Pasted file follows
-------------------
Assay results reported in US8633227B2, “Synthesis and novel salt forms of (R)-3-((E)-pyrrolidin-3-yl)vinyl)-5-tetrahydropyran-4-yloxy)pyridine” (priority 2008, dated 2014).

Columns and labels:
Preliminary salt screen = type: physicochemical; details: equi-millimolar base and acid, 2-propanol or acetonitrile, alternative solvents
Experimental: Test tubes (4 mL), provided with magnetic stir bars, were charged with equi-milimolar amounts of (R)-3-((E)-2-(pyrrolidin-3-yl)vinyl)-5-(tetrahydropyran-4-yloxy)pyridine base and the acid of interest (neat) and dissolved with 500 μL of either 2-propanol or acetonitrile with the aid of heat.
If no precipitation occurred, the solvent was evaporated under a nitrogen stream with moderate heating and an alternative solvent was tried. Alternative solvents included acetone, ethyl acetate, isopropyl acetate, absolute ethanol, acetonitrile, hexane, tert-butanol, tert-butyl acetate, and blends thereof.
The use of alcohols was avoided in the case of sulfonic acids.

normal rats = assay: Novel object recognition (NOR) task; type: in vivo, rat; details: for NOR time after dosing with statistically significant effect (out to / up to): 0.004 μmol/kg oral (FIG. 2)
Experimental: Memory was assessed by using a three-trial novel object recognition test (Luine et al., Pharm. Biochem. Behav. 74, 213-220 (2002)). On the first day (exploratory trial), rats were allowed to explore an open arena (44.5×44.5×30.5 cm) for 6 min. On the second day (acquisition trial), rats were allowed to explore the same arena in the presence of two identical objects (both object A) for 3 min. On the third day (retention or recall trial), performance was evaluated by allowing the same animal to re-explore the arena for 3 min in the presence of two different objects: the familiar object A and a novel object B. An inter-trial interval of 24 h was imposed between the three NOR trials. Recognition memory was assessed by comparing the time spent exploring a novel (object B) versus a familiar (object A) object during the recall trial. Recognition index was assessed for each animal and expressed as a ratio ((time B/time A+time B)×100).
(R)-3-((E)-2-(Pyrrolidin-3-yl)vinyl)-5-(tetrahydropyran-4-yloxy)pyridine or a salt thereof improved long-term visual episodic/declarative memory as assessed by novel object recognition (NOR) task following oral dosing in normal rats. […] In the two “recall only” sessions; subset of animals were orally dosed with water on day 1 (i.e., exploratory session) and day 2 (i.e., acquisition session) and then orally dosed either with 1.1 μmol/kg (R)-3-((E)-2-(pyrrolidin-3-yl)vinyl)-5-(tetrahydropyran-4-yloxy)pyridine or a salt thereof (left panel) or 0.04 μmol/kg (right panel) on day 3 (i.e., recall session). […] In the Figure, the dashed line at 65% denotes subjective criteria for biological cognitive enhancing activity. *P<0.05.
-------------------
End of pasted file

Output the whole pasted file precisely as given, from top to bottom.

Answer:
Assay results reported in US8633227B2, “Synthesis and novel salt forms of (R)-3-((E)-pyrrolidin-3-yl)vinyl)-5-tetrahydropyran-4-yloxy)pyridine” (priority 2008, dated 2014).

Columns and labels:
Preliminary salt screen = type: physicochemical; details: equi-millimolar base and acid, 2-propanol or acetonitrile, alternative solvents
Experimental: Test tubes (4 mL), provided with magnetic stir bars, were charged with equi-milimolar amounts of (R)-3-((E)-2-(pyrrolidin-3-yl)vinyl)-5-(tetrahydropyran-4-yloxy)pyridine base and the acid of interest (neat) and dissolved with 500 μL of either 2-propanol or acetonitrile with the aid of heat.
If no precipitation occurred, the solvent was evaporated under a nitrogen stream with moderate heating and an alternative solvent was tried. Alternative solvents included acetone, ethyl acetate, isopropyl acetate, absolute ethanol, acetonitrile, hexane, tert-butanol, tert-butyl acetate, and blends thereof.
The use of alcohols was avoided in the case of sulfonic acids.

normal rats = assay: Novel object recognition (NOR) task; type: in vivo, rat; details: for NOR time after dosing with statistically significant effect (out to / up to): 0.004 μmol/kg oral (FIG. 2)
Experimental: Memory was assessed by using a three-trial novel object recognition test (Luine et al., Pharm. Biochem. Behav. 74, 213-220 (2002)). On the first day (exploratory trial), rats were allowed to explore an open arena (44.5×44.5×30.5 cm) for 6 min. On the second day (acquisition trial), rats were allowed to explore the same arena in the presence of two identical objects (both object A) for 3 min. On the third day (retention or recall trial), performance was evaluated by allowing the same animal to re-explore the arena for 3 min in the presence of two different objects: the familiar object A and a novel object B. An inter-trial interval of 24 h was imposed between the three NOR trials. Recognition memory was assessed by comparing the time spent exploring a novel (object B) versus a familiar (object A) object during the recall trial. Recognition index was assessed for each animal and expressed as a ratio ((time B/time A+time B)×100).
(R)-3-((E)-2-(Pyrrolidin-3-yl)vinyl)-5-(tetrahydropyran-4-yloxy)pyridine or a salt thereof improved long-term visual episodic/declarative memory as assessed by novel object recognition (NOR) task following oral dosing in normal rats. […] In the two “recall only” sessions; subset of animals were orally dosed with water on day 1 (i.e., exploratory session) and day 2 (i.e., acquisition session) and then orally dosed either with 1.1 μmol/kg (R)-3-((E)-2-(pyrrolidin-3-yl)vinyl)-5-(tetrahydropyran-4-yloxy)pyridine or a salt thereof (left panel) or 0.04 μmol/kg (right panel) on day 3 (i.e., recall session). […] In the Figure, the dashed line at 65% denotes subjective criteria for biological cognitive enhancing activity. *P<0.05.